We live in a digitalized world that is experiencing environmental changes, scarcity of natural resources, global pandemics, mass migrations, and burgeoning global populations. In Ecology, Artificial Intelligence, and Virtual Reality, Sing C. Chew proposes that we meet these challenges by examining the connected global world we live in and by considering the advances that have been made in digitalization, miniaturization, dematerialization, artificial intelligence, virtual and augmented realities, and machine learning, which have increased our socioeconomic and political productivity. Chew outlines potential structural avenues to address these challenges, suggests pragmatic choices to ease living during these chaotic crisis conditions, and outlines solutions that will enable us to traverse systemic crises.
Sing C. Chew is professor emeritus at Humboldt State University and founding editor of the interdisciplinary journal Nature and Culture.
Table of Contents
Chapter 1: Dark Ages and Contours of System Transition
Chapter 2: Internet, Dematerialization, and Value
Chapter 3: Artificial Intelligence, Learning Machines, and Virtuality
Chapter 4: Cultural Reactions and Degrowth: Good Life for All?
Chapter 5: Living in an Era of Scarcity
Chapter 6: Reflections
This book is historically informed and perceptive. We already have most of the technical and emotional tools necessary to avoid ecological catastrophe, and we can do so without abandoning growth or a rich life. Sing C. Chew's insights suggest a way to move forward in a world where lack of such a vision is one of our major challenges.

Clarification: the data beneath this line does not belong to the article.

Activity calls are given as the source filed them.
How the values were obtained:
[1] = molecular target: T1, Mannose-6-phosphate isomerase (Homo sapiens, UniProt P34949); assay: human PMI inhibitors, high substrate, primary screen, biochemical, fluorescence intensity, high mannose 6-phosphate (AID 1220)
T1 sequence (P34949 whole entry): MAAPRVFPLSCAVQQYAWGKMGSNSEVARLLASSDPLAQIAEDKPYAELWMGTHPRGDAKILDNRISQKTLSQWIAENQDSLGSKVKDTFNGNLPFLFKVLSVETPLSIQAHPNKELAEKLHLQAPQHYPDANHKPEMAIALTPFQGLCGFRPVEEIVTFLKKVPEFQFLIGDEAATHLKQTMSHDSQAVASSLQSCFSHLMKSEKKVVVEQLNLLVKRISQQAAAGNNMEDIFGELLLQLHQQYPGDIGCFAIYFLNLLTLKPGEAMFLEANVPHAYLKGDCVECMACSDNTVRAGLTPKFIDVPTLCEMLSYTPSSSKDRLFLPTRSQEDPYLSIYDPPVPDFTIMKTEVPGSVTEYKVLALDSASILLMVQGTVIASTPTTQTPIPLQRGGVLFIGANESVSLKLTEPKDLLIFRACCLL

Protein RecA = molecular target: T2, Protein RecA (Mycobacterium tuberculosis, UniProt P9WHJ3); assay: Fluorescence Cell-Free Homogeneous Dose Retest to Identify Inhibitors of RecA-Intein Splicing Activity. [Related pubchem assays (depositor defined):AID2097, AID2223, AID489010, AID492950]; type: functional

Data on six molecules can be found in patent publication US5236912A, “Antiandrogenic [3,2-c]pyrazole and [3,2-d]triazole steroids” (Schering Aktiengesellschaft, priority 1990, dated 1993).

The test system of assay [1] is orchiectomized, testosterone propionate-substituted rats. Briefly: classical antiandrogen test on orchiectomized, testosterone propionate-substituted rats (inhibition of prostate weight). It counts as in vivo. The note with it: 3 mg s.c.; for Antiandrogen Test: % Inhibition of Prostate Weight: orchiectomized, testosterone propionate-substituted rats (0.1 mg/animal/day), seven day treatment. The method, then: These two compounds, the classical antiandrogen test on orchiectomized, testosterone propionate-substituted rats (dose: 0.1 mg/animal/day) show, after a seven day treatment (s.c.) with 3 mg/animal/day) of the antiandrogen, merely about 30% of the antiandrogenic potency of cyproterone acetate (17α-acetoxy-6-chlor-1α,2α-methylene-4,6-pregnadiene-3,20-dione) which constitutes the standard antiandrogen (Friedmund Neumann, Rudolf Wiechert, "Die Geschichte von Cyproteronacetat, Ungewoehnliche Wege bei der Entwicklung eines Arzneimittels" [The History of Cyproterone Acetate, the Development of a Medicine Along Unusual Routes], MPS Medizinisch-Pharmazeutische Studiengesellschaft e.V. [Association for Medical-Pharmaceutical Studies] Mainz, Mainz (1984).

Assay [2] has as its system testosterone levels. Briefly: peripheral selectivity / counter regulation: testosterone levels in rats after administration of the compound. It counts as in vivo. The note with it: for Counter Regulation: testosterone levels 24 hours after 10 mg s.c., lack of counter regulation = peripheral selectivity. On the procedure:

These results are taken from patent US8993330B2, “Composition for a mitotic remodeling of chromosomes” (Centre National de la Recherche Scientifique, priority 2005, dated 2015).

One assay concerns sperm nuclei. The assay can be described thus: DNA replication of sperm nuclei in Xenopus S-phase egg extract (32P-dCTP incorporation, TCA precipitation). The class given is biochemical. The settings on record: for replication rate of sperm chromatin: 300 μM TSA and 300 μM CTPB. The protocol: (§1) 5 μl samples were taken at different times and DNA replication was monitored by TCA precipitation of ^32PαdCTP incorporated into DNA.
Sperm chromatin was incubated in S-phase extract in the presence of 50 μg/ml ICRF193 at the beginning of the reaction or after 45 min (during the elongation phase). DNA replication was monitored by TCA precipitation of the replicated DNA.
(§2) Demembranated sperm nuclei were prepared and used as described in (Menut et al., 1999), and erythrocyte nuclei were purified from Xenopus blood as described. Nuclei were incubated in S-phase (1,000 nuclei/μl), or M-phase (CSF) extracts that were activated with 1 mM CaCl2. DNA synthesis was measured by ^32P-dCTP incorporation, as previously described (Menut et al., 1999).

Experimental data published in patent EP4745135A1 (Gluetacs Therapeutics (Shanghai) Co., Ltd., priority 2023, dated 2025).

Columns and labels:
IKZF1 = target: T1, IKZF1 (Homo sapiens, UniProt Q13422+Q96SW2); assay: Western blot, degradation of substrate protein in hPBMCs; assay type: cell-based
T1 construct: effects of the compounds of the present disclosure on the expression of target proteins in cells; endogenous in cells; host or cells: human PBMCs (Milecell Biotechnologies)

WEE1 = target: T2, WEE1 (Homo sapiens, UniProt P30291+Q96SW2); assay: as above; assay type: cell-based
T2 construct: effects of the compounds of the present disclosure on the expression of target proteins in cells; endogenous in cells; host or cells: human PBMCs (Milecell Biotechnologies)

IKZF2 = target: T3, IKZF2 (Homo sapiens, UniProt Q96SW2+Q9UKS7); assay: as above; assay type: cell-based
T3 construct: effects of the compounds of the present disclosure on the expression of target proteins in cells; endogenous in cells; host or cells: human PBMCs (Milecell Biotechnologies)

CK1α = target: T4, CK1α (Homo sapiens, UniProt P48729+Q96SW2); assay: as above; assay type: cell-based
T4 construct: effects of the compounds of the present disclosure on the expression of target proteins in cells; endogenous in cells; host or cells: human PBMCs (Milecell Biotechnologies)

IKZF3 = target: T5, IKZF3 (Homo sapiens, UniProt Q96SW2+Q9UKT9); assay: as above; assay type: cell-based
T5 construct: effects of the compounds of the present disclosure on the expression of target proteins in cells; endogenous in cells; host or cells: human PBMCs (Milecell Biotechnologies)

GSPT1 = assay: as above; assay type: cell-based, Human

Witnessing the Fourth Industrial Revolution, Sing C. Chew offers lessons from history that inform a present-day, pragmatic approach to living in the midst of recurring crises. This is a must-read in today's challenging and evolving world!
A New Big History of the connected cyclic ups and downs of Nature and Society. This is a must-read for all interested in macro social science.
Sing C. Chew’s latest book, Ecology, Artificial Intelligence, and Virtual Reality: Life in the Digital Dark Ages, complements his trio of monographs on the history of environmental degradation and social change. His timing could not be better, as books examining the intersection of environmental crisis and emerging technologies have quickly become a cottage industry.... Chew successfully highlights many of the fascinating ways in which emerging technologies are likely to revolutionise resource use, while also calling into question the sustainability of the larger systems that have thrust humanity into the digital Dark Ages.